is honesty the best policy?

When I was in middle school, my three best friends and I decided that we couldn’t truly be best friends unless we told each other everything—no inhibitions, no sugarcoating of “the truth.” We called the session “Heart-to-Heart in the Dark”, because, as you may have guessed, we sat in the dark (often in one of our bathrooms) so that we wouldn’t actually have to look one another in the eye when we spoke on our feelings.

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so young and still smiling. pre-H2H for sure.

Honestly, we didn’t have much to gripe about in middle school, and often our complaints centered on a friend saying she liked one boy but would text the boy another girl liked during the same week. Sometimes we argued about the way in which we reacted when we hosted the Heart2Hearts.   The conversations were petty and never left us feeling good—often the chats would end abruptly and we would continue the sleepover avoiding subjects vaguely related to anything regarding the aforementioned.

 

Eventually we grew out of this ritual, because we quickly learned that honesty for the sake of being honest doesn’t help a friendship grow. We weren’t indestructible because we could “tell each other everything”, and found that our friendships flourished when we could be honest without being mean. And that’s what those chats were. Of course everyone has the right to speak their truth and talk about what bothers them, but there is a fine line between honesty and brutal honesty.  Censoring your words and still being able to talk about what bothers you is the most efficient way to convey honesty because you aren’t destructing bonds in the process.  People aren’t better for something being picked apart with each conversation exchanged.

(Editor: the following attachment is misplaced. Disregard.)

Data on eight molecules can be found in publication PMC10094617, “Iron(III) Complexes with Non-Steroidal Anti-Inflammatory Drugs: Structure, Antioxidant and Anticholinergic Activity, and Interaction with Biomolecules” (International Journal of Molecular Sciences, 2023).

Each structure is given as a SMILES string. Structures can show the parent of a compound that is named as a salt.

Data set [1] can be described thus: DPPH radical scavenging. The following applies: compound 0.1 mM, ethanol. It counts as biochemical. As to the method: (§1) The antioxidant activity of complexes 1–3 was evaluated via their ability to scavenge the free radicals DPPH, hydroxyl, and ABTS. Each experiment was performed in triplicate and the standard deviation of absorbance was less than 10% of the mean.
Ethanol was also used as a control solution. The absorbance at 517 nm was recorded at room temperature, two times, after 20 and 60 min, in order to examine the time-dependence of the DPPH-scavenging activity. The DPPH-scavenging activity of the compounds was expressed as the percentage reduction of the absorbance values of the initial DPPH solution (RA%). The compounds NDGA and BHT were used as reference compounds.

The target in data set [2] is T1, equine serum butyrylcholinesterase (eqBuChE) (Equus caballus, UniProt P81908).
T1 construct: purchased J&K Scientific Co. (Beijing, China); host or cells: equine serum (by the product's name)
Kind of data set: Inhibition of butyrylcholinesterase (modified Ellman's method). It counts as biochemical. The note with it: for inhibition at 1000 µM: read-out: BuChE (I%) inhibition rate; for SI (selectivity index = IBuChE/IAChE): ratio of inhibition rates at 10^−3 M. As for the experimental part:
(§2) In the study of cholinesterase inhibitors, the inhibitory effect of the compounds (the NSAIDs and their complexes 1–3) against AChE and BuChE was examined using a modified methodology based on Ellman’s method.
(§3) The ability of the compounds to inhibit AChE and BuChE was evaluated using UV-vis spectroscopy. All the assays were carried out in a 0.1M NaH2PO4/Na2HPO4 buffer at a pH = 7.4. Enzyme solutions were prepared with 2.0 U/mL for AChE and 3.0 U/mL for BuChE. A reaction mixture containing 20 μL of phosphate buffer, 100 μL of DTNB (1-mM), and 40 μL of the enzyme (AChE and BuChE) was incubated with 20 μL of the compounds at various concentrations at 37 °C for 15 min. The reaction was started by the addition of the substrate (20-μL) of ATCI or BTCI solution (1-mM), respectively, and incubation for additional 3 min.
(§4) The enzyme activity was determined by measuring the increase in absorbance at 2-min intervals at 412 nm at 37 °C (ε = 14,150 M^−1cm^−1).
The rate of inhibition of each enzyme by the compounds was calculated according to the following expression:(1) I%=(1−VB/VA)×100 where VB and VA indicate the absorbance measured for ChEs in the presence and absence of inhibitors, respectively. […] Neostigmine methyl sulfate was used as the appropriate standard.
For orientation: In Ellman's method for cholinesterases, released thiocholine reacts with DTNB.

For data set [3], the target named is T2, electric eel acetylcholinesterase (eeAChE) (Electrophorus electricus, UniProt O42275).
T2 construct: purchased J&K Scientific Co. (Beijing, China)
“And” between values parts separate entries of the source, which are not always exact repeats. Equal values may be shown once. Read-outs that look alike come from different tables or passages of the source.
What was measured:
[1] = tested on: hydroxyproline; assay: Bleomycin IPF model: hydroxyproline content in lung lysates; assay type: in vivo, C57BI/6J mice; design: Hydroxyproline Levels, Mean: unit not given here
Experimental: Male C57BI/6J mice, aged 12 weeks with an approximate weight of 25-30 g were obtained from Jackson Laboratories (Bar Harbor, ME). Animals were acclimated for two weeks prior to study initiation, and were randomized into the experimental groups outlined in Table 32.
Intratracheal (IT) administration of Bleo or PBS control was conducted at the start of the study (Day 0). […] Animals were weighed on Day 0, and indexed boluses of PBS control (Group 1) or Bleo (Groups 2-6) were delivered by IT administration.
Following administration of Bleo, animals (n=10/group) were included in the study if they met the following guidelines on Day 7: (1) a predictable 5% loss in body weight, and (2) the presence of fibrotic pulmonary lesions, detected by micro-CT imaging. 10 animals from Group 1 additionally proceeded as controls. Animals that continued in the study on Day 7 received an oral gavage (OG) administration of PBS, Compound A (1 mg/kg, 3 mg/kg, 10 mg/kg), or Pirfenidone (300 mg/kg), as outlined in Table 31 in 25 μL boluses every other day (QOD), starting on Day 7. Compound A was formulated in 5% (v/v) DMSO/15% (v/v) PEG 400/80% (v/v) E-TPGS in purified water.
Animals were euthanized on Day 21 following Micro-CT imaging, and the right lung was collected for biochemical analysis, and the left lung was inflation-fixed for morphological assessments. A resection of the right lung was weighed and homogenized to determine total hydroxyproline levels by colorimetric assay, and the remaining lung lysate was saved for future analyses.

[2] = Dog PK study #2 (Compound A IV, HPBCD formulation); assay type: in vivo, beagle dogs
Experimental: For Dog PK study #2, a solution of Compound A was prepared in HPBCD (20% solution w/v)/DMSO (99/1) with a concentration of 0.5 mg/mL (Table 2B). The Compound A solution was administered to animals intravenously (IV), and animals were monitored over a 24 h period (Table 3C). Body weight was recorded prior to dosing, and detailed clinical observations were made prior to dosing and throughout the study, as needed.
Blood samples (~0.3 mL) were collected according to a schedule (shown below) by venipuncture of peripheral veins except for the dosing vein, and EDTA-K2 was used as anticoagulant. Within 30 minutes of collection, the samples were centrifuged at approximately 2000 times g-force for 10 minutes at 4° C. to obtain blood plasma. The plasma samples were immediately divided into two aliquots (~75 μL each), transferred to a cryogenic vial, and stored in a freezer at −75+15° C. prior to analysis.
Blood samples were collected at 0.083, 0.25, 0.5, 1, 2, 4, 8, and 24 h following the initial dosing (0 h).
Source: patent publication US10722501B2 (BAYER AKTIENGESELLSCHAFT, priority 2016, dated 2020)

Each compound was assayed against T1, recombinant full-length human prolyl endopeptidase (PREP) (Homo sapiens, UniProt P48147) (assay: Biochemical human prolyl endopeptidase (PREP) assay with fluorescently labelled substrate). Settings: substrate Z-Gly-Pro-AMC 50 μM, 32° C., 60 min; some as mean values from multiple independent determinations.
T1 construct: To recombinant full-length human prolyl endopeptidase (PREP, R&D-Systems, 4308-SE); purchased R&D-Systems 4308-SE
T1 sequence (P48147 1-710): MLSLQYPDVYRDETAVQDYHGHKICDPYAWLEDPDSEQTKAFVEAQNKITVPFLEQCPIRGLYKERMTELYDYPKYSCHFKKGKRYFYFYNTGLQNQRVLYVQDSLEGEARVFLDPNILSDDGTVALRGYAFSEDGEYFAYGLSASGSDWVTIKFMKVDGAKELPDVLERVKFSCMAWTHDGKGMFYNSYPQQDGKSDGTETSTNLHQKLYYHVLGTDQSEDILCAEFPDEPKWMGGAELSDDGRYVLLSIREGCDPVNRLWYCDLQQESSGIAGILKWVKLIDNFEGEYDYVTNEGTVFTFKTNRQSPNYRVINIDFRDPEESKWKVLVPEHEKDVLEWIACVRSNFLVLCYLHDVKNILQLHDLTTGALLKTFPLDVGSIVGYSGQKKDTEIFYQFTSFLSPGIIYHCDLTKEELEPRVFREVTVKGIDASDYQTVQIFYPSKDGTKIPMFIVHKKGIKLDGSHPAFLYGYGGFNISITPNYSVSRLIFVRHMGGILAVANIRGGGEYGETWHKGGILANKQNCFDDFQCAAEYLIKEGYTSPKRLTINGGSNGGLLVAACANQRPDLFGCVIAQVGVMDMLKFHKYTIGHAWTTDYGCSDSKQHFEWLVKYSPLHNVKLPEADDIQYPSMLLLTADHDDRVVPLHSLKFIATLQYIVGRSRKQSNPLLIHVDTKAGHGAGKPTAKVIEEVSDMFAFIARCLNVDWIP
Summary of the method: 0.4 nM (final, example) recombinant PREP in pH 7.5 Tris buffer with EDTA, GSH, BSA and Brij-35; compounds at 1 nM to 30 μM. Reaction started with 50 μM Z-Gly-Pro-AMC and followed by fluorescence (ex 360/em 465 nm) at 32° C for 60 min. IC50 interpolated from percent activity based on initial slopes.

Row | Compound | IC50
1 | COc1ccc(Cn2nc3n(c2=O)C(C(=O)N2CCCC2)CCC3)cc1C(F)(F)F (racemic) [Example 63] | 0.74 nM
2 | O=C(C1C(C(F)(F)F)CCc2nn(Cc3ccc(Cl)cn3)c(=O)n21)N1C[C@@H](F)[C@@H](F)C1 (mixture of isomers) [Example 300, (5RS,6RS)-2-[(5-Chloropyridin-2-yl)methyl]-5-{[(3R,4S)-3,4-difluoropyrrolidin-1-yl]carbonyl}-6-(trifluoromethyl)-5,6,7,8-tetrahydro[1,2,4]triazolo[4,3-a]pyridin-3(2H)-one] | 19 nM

Like I said, we grew out of this habit, but it made me more conscious of the way I speak to people.  As adults, you’re able to talk about your experiences and the way other people’s actions affect you in a way that is beneficial two-fold: you’re able to speak your mind and the person you’re speaking to is made aware of a potentially harmful habit.  These things shouldn’t be done out of malice, or because you want to say that you are totally honest with another person, but because as a friend, you owe each other the respect that these conversations carry.

bridget


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